By Sharon Wood
Congenital cytomegalovirus infection (CMV) is a leading cause of birth defects (Dollard et al 2007, Kenneson & Cannon 2007), yet anecdotal evidence suggests that the general public has a low awareness of the virus and health care professionals are unlikely to counsel pregnant women about the risks of infection. Taking simple hygiene measures during pregnancy could reduce instances of cytomegalovirus infection and lead to a reduction in birth defects, miscarriages and stillbirths.
This paper will present the results of two studies designed to assess knowledge of and attitudes towards CMV among maternal health professionals and pregnant women. The results demonstrate the need to increase knowledge about CMV infection among the general public and identify midwives as being well placed and willing to provide information on risk reduction to pregnant women.
We therefore recommend that information on risk reduction should be routinely made available to pregnant women in the UK and that midwives should be trained in how to deliver this information.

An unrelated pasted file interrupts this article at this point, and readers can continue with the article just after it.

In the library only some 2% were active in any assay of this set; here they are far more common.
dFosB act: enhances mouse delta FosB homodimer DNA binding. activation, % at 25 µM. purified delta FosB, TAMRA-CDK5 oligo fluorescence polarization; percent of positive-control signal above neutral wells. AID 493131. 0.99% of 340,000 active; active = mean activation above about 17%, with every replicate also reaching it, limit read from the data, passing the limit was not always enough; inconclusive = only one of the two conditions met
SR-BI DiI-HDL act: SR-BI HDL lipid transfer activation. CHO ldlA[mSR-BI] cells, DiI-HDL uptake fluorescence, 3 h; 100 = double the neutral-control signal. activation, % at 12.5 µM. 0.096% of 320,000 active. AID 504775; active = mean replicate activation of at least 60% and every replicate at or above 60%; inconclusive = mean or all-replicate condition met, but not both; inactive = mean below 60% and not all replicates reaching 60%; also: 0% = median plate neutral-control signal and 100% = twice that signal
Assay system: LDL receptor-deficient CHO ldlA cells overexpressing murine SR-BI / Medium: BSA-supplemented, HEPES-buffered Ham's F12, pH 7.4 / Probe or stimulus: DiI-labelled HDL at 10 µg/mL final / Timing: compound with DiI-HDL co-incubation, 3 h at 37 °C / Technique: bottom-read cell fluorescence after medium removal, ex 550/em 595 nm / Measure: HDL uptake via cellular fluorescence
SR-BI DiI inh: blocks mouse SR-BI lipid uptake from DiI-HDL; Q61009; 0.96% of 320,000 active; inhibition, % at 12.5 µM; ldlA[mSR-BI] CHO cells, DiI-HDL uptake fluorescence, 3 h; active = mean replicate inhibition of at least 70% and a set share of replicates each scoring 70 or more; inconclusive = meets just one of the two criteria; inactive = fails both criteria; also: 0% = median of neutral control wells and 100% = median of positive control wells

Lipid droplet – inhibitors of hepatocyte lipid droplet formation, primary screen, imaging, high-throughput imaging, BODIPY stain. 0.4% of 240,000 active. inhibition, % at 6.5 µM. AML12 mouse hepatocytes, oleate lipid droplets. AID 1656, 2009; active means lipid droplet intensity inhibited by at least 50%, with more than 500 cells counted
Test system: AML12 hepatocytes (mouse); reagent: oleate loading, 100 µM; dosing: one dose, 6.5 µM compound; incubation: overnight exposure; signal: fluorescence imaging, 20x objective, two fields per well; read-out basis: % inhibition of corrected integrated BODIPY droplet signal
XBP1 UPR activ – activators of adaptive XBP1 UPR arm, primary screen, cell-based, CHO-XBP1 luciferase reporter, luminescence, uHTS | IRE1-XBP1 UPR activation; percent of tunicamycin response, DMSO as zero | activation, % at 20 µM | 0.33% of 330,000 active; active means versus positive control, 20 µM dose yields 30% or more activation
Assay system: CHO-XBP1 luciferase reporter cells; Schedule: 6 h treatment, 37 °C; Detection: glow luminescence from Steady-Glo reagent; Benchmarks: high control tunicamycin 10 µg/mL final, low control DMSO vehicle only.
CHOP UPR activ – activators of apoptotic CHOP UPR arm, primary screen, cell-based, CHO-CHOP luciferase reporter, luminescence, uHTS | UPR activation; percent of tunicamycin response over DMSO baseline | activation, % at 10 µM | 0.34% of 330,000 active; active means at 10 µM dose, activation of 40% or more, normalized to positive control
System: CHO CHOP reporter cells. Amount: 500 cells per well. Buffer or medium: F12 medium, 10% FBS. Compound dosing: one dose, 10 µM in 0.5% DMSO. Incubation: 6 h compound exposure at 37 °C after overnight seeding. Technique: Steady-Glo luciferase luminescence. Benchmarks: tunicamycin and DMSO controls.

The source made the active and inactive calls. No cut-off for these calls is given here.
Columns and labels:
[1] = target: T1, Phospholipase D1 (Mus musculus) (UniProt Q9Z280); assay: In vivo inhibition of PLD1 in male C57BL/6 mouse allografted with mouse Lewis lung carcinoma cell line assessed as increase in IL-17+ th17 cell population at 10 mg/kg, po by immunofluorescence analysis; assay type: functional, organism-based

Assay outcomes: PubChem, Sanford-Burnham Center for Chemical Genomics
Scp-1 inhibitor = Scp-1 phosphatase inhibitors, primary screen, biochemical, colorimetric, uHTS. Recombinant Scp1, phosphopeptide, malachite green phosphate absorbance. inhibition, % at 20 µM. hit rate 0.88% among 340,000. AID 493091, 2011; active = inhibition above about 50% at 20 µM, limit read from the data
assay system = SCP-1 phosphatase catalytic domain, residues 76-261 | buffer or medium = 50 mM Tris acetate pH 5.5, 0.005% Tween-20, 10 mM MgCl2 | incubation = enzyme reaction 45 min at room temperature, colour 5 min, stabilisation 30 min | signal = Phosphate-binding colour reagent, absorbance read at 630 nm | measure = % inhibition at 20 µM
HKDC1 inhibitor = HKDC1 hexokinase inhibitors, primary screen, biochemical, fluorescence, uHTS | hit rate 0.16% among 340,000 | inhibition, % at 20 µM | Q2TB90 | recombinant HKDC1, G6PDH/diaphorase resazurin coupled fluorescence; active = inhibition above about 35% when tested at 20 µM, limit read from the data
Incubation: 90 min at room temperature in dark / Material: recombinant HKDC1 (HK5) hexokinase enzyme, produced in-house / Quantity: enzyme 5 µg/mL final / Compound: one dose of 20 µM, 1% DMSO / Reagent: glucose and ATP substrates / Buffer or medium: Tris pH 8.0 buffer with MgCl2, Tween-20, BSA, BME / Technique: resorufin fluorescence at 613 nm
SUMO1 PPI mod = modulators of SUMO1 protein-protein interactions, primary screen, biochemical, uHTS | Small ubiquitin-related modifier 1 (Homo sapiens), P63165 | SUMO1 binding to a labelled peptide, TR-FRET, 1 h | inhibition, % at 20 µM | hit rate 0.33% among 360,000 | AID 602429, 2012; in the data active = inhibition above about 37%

Cytomegalovirus is a common virus that belongs to the herpes virus family (NHS Choices 2014). It can be passed between people through contact with bodily fluids such as saliva and urine. In most cases, CMV does not cause symptoms in adults and children, although some people may experience mild flu-like symptoms. Many people come into contact with CMV during childhood and it is thought that up to 50–80% of adults in UK have been infected. As with other herpes viruses, once a person has been infected with CMV, the virus stays inside their body for the rest of their life but, in most cases, it remains inactive and does not cause any problems. However, CMV infection does pose a risk to babies and pregnant women.
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